How magnets work in diesel flow
While it is true that conventional mechanical filters can remove particles in the same size range as magnetic filters, the majority of these filters are disposable and incur a cost for each gram of particles removed.
There are other penalties for using only conventional filtration, including energy/power consumption due to flow restriction caused by the fine pore-size filter media. As pores become plugged with particles, the restriction increases proportionally, causing the power needed to filter the diesel to escalate.
Magnet has played a prominent role in the separation of ferrous solids from fluid streams. While a large number of configurations exist, most magnetic filters work by producing a magnetic field or loading zones that collect magnetic iron and steel particles. Magnets are geometrically arranged to form a magnetic field having a non uniform flux density (flux density is also referred to as magnetic strength).
How do magnetic filters work?
Magnets are geometrically arranged to form a magnetic field that has a non-uniform flow density (flow density is also referred to as magnetic power)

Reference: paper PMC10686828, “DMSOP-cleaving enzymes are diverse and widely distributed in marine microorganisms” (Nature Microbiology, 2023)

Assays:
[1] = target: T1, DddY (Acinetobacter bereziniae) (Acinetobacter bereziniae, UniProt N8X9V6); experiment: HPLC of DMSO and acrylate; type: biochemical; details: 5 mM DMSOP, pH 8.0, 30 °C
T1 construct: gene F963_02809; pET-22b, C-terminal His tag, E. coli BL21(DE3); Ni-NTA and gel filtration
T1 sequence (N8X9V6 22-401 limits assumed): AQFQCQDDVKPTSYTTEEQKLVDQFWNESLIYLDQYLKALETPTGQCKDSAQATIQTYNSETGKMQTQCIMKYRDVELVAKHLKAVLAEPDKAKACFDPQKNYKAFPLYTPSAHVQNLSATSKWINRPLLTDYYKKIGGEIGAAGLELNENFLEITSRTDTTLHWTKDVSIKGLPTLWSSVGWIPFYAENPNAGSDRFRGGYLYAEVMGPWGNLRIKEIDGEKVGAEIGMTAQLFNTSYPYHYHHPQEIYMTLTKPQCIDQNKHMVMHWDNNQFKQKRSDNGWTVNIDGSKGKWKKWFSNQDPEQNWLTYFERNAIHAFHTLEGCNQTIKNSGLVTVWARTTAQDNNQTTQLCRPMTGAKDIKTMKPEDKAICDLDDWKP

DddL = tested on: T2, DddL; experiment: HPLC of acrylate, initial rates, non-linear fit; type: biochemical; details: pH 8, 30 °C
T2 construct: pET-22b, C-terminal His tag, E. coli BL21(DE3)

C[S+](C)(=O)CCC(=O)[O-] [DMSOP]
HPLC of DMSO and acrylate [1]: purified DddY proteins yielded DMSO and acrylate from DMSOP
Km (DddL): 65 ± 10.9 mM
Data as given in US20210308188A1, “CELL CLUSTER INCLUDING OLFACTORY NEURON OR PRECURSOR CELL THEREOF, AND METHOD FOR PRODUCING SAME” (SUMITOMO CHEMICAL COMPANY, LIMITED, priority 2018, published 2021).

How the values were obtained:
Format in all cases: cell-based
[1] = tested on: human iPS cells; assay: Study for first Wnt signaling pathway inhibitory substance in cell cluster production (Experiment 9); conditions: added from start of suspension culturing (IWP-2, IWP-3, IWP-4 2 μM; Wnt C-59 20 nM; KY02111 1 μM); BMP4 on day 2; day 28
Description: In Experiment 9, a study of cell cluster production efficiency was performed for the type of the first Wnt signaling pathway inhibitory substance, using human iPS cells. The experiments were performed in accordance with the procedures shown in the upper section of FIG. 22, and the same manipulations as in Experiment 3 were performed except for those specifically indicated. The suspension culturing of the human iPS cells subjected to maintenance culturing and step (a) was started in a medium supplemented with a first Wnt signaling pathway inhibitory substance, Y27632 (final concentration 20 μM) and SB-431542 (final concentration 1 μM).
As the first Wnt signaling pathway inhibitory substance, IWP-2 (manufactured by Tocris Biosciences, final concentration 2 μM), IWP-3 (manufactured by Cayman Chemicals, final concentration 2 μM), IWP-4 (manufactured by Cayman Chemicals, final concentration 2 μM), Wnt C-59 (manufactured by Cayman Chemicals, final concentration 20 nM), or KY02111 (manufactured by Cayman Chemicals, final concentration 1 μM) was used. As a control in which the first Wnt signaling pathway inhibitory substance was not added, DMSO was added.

Particles separate more efficiently when there is a strong magnetic inclination from low to high. In other words, the higher the magnetic inclination, the stronger the magnetic force that attracts the particles that pull them to the loading zones. The power of the magnetic gradation is determined by the flow density, distance and alignment of the magnets.
Various types of magnets can be used in these filters. The magnets used in some filters can have a flow density (magnetic power) of up to 28,000 gauss. Compare this level with an ordinary refrigerator magnet between 60 and 80 gauss. The higher the flow density, the greater the possible magnetic inclination and magnetic force acting on nearby iron and steel particles.
While there are many configurations of magnetic filters and separators used in process industries, the following is a general classification for common magnetic products used in lubricating oil and hydraulic fluid applications.
Read the following articles:
- Effect of Fuel Magnetism on Engine Performance and Emissions: (Article in Australian Journal of Basic and Applied Sciences · December 2010)
- Microbial Contamination of Diesel Fuel: (Article by DOW)
- Experimental Investigation of Magnetic Fuel Conditioner (M.F.C) in I.C. engine: (IOSR Journal of Engineering (IOSRJEN) ISSN: 2250-3021 Volume 2, 7 July 2012